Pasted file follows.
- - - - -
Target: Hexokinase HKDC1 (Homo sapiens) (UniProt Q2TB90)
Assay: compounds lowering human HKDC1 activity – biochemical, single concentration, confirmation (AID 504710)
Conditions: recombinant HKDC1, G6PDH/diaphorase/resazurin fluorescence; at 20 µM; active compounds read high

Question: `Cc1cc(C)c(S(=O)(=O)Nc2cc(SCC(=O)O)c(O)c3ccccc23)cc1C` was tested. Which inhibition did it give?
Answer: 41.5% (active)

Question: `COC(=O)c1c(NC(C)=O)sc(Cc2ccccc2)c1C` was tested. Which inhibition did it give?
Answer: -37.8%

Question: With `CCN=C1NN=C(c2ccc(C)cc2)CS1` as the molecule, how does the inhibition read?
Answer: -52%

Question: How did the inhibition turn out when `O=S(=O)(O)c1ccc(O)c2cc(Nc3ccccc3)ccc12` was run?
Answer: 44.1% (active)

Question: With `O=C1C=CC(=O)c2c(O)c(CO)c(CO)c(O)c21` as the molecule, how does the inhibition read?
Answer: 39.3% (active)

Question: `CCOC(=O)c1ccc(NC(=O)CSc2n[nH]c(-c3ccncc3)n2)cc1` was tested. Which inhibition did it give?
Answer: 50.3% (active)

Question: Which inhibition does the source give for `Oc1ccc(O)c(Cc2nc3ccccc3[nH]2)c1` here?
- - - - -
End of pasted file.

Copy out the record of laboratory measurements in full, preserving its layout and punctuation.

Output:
Target: Hexokinase HKDC1 (Homo sapiens) (UniProt Q2TB90)
Assay: compounds lowering human HKDC1 activity – biochemical, single concentration, confirmation (AID 504710)
Conditions: recombinant HKDC1, G6PDH/diaphorase/resazurin fluorescence; at 20 µM; active compounds read high

Question: `Cc1cc(C)c(S(=O)(=O)Nc2cc(SCC(=O)O)c(O)c3ccccc23)cc1C` was tested. Which inhibition did it give?
Answer: 41.5% (active)

Question: `COC(=O)c1c(NC(C)=O)sc(Cc2ccccc2)c1C` was tested. Which inhibition did it give?
Answer: -37.8%

Question: With `CCN=C1NN=C(c2ccc(C)cc2)CS1` as the molecule, how does the inhibition read?
Answer: -52%

Question: How did the inhibition turn out when `O=S(=O)(O)c1ccc(O)c2cc(Nc3ccccc3)ccc12` was run?
Answer: 44.1% (active)

Question: With `O=C1C=CC(=O)c2c(O)c(CO)c(CO)c(O)c21` as the molecule, how does the inhibition read?
Answer: 39.3% (active)

Question: `CCOC(=O)c1ccc(NC(=O)CSc2n[nH]c(-c3ccncc3)n2)cc1` was tested. Which inhibition did it give?
Answer: 50.3% (active)

Question: Which inhibition does the source give for `Oc1ccc(O)c(Cc2nc3ccccc3[nH]2)c1` here?